Mankind has always been captivated by the stars and everything that the sky holds. But the current age of space exploration was ushered in by the sustained action of two countries vying to land the first person on the Moon: The United States of America (USA) and the former Soviet Union (USSR). Today, more than 70 countries with research institutions and space agencies are involved in space exploration efforts.
The history of the USSR’s space efforts starts with World War II. Konstantin Tsiolkovsky, the Russian father of rocketry, was the first to solve the problem of propelling a rocket against the force of Earth’s gravitational field. In the early 1950s, Soviets began experimenting with launching animals into space, although none succeeded. However, on 4th October 1957, the Soviets won the first round of the ongoing space race when they put Sputnik 1 into Earth’s orbit. The central character of this feat was the Soviet cosmonaut Yuri Gagarin.
Gagarin’s flight came at a time when the Soviet Union and the United States were clashing for dominance in space. Before Gagarin’s launch, the Soviets sent a test flight into space using a Vostok spacecraft prototype, wherein a dummy, Ivan Iwanovich, — a dummy was sent with a dog named Zvezdochka. The prototype was successful so after the test flight, the Soviets considered the vessel fit for a manned flight. Soviets made this first giant leap into space on 12th April 1961, and Yuri Gagarin became the first man to travel into space and orbit the planet.
Yuri Alekseyevich Gagarin was born on 9th March, 1934, in the village of Klushino in Smolensk, Russia. He was the third of four children from parents who worked on a collective farm. At the age of 16, he became a trainee in a metal works shop but then transferred to a technical school in Saratov. There he joined a flying club named “AeroClub” and took to the skies for the first time. In 1955, after completing his technical schooling, he entered flight training at the Orenburg Military Pilot’s School. Later, he became a lieutenant in the Soviet Air Force and was promoted to senior lieutenant in 1959.
Gagarin, a 27-year-old lieutenant, was selected as a candidate for the Soviet space program with 19 other pilots. These pilots were deemed suitable because they were experienced and trained in high-stress conditions to the forces of acceleration and the ejection phase. The initial pool of 19 was eventually trimmed down to two: Gagarin and fellow test pilot Gherman Titov (he later went into orbit 4 months after Gagarin). Gagarin and Titov both had performed excellently in their training and were short enough to fit in the Vostok cockpit. Gagarin was selected because of his modest background and his fellow candidates’ support for him.
On the morning of 12th April, 1961, Gagarin dressed up in the spacesuit and made his way to the launch pad. He climbed into the Vostok spacecraft, oblivious of his probability of returning to earth, but calm regardless. A spherical module of descent and conical equipment were included in the Vostok spacecraft. Final commands were issued to Gagarin. When the engine rumbled, Gagarin shouted Poyekhali! (Here we go!). The rocket rushed into orbit and detached the Vostok spacecraft from the launching rocket in 10 minutes. Finally, Gagarin was in space. Gagarin’s flight was eventful as he became the first human to see the earth as a blue pearl set against the black expanse of space. “The Earth is blue. How pretty! It is incredible,” he said mid-flight.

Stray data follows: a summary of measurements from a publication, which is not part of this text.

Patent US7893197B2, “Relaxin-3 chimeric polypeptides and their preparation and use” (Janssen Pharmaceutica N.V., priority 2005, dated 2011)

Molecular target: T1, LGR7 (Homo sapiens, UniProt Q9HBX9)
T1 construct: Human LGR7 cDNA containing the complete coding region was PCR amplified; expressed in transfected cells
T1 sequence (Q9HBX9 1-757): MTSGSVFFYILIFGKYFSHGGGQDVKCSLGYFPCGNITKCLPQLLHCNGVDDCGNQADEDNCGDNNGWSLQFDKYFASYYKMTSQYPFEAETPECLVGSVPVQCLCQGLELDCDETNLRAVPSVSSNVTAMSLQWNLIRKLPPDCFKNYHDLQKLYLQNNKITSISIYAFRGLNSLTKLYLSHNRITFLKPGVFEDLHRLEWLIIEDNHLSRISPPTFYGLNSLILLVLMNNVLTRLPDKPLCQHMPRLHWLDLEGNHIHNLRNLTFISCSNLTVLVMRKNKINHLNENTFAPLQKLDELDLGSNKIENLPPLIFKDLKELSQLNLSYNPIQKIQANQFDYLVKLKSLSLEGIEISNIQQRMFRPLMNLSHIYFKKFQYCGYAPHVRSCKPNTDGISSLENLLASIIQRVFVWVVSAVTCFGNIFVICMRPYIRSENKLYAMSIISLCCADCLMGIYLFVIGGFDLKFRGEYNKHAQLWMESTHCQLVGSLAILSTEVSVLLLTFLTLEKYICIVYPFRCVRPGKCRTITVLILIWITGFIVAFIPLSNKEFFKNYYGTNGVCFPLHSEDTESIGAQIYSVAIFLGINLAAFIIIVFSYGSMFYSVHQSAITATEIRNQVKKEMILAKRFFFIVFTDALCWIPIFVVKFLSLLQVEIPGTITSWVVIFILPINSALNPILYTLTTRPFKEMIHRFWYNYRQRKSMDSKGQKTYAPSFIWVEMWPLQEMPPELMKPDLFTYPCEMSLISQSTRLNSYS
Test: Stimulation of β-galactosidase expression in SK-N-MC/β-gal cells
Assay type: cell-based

The landing of Vostok 1 ended in a near-disaster when the cables joining Vostok’s descent module and service module failed to separate properly, causing huge shaking as the spacecraft re-entered Earth’s atmosphere. Fortunately, Gagarin ejected before the landing, parachuting down safely near the Volga River. He spent 108 minutes in space. Even so, Gagarin came back safely after becoming the first person to see our planet from outer space.
Gagarin’s flight intensified the space race between the superpowers. Eventually, both nations managed to develop research outposts in space. Gagarin’s flight signalled that the era of mankind’s restriction to one planet was over, and the prospect of landing man on an extraterrestrial body was a possibility. This realization was the harbinger of the United States landing the first man on the Moon eight years later.
After his historic space flight, Gagarin became an international celebrity. He visited numerous countries around the world and was showered with honors by his own country. He was named the hero of the Soviet Union by Khrushchev’s government. Gagarin never went into space again, but still took a functioning part in preparing many succeeding cosmonauts. From 1962 onwards, he served as a deputy to the Supreme Soviet.
On 27th March 1968, Gagarin took off with a MiG-15UTI fighter with flight instructor Vladimir Seryogin for a usual training flight; it, however, ended up in a tragic plane crash near the town of Kirzhach. Gagarin didn’t survive the crash. His ashes were entombed on Cosmonauts’ Avenue outside the Kremlin in Moscow.
Every year, Yuri’s Night is celebrated on April 12th around the world and reminds us that even the sky is not the limit of what a human can accomplish.